Improving the health of our health services

While the benefits for patients, their carers and even health professionals are obviously apparent, supporting care with appropriate technology has wider repercussions for healthcare services as well. Around 50,000 patients die in hospitals each year that hospices could provide end-of-life care for instead. Doing so would save the NHS £80 million. When our health services are having to reshape to deal with increasing demand, that’s money that could go a long way.

We also know that, realistically, there aren’t enough hospice beds for those 82% of patients either, so if they aren’t to die in hospital, we need to make sure that they do die at home, in the place of their choosing. Ultimately, it’s better for everyone involved.

Helping patients to live well throughout their end-of-life journey

While we’ve been focussed on what will happen at the very end of a patient’s life, that’s only one part of the wider support hospice at home services provide. We also need to consider how hospices help their patients to live well throughout the time they have remaining.

To ensure that this happens, all of the healthcare professionals involved in a patient’s care need to be on the same page. For one, challenging work becomes even more challenging without this information. Quite often, patients genuinely don’t know the detail of what’s happened to them, so it’s hard to rely on their account. Secondly, working in this way doesn’t necessarily facilitate a positive experience. End-of-life patients should have the opportunity to be cared for by a clinician that’s familiar with their condition and history.

With information sharing, those challenges don’t even come into play. By accessing electronic health records, the clinician that delivers care in one moment seamlessly continues the care that’s been provided in the past by another.

Technology can help us to make patients feel more comfortable too. It’s well understood that the condition of an end-of-life patient can change rapidly. It’s why many hospice at home services will pre-emptively prescribe. When a patient starts to experience symptoms, irrespective of the time of day or night, clinicians can appropriately administer pre-prescribed medications if they have access to information. They can view dosages and advice on their administration. Not only does it reduce the acuity and immediacy of any symptoms, but it also makes the process much safer overall.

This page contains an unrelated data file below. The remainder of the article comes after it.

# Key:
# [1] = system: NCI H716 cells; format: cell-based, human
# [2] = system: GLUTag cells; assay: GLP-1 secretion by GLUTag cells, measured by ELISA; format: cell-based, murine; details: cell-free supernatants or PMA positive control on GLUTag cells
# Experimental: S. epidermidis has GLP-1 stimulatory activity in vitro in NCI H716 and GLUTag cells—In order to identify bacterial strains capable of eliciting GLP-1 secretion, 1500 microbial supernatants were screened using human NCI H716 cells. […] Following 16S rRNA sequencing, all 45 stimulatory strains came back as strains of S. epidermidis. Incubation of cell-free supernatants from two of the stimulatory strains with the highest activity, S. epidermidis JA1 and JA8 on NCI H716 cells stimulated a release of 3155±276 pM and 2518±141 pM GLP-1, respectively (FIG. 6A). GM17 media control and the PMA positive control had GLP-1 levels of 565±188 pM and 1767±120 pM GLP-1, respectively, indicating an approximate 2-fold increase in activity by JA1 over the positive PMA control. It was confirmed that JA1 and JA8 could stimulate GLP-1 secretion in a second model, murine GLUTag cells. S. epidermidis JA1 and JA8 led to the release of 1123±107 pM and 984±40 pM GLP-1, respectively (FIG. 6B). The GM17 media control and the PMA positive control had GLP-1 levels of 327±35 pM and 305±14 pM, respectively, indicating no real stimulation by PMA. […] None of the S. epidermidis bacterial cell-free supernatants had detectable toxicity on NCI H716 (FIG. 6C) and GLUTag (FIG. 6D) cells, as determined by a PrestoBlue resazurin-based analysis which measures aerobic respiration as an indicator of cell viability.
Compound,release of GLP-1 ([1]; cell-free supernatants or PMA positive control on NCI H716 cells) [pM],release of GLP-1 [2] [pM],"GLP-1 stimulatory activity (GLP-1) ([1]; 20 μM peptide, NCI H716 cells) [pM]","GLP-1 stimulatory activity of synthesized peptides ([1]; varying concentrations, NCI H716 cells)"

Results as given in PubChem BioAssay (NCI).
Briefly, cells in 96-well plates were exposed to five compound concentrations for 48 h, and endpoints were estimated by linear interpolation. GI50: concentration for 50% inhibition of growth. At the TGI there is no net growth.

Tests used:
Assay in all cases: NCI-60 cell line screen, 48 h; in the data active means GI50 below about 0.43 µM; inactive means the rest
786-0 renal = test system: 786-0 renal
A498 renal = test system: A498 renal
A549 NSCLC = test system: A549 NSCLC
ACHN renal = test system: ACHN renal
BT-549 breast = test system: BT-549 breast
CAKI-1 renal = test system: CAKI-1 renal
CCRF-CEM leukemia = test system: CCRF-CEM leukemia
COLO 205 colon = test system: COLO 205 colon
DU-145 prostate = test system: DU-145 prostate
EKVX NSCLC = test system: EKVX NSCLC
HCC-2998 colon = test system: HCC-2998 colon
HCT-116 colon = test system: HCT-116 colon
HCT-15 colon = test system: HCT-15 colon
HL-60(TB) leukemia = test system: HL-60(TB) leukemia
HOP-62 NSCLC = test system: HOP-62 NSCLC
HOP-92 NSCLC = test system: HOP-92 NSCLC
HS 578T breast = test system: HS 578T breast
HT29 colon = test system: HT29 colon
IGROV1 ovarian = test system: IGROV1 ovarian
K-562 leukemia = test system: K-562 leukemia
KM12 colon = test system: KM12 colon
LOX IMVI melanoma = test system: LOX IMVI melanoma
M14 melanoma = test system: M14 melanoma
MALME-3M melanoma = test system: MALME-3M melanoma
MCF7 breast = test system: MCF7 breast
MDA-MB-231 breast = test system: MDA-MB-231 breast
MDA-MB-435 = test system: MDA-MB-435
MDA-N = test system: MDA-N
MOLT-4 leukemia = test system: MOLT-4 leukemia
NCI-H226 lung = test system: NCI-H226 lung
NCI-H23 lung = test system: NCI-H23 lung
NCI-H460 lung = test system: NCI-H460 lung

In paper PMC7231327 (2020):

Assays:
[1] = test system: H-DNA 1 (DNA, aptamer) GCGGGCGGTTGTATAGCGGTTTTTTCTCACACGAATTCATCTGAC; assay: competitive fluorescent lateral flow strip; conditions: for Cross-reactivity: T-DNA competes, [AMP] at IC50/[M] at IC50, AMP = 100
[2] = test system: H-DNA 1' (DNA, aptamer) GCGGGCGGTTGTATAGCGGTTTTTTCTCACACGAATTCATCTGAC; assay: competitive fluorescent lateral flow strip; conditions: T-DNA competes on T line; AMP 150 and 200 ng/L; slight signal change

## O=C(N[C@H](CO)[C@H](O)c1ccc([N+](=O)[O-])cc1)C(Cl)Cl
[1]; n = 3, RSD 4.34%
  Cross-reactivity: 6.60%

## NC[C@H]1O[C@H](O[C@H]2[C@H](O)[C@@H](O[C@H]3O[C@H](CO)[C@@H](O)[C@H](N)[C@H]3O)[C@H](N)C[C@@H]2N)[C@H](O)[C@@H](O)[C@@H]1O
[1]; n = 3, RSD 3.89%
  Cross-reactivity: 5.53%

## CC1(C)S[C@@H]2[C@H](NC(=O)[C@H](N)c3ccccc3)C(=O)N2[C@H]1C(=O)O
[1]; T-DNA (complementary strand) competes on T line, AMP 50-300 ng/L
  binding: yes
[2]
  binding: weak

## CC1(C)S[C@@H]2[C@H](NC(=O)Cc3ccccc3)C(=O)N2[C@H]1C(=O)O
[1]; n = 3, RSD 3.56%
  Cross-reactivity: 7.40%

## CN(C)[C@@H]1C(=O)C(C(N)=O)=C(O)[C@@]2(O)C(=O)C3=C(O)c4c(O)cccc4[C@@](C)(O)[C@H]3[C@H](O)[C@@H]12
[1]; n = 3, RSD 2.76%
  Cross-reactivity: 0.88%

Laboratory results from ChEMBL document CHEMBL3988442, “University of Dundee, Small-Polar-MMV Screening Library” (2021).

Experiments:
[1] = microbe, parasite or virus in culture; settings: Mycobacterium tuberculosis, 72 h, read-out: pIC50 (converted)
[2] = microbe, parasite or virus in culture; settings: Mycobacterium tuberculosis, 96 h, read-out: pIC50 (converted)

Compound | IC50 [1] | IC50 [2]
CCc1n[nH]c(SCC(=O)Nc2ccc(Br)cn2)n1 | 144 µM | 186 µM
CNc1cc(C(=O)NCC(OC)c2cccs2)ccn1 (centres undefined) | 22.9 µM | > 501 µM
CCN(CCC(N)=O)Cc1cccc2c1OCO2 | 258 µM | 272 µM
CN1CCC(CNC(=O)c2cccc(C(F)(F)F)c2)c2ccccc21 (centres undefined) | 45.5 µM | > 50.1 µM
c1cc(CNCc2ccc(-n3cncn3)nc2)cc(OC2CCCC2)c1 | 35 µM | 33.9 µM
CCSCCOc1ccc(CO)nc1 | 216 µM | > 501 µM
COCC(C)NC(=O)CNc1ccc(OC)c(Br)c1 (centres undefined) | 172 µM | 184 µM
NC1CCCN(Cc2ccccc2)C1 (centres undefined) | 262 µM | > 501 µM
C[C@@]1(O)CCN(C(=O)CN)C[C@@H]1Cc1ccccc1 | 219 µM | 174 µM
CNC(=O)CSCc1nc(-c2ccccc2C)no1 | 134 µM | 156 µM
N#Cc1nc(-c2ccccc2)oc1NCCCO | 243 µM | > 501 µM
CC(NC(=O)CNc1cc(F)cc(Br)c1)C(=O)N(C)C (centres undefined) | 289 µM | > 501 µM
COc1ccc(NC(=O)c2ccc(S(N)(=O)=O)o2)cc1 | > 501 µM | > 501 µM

Key to all of this is that the patient is always at the centre of care. Without the distraction of information gathering, support can remain focussed – giving the patient the best experience possible.

Helping us to support carers and families during difficult times

The patient’s experience is not the only one we need to look at, though. Even in this day and age, it’s quite rare that a patient in the care of a hospice at home service doesn’t have elements of family carers or relatives supporting them, or even living in the same accommodation.

They’re often deeply invested, even if not actively involved, in that patient’s care. Ultimately, end-of-life care therefore encompasses the co-ordination of the patient’s relatives, not just formalised statutory care. Hospice at home healthcare professionals do vital work in supporting relatives and carers emotionally and helping them to cope with their loss. Every year, hospices provide 46,000 people with bereavement support.

It’s these two factors – the co-ordination of familial carers and support with their bereavement – that really show how beneficial technology can be to those around the patient too. In the same vein as viewing patient notes, if a healthcare professional can see details on family members and carers, they can more easily provide sensitive support while giving better informed advice. The visiting clinician can instantly get up to speed – even if it’s their first time visiting – and those around the patient feel guided and supported through what can be very difficult times.

We can attain gold standards for hospice at home services with technology

As we’ve seen, technology can really help to untangle some of the complexity that comes with end-of-life care. It supports collaboration and helps clinicians to deliver optimal care, factors that can lead to a wide range of individual improvements, from being able to meet a patient’s wishes to better support of a relative or carer. When combined, these individual improvements can cumulatively transform end-of-life care and ensure that we’re always delivering the sensitive, holistic and considered support that patients deserve.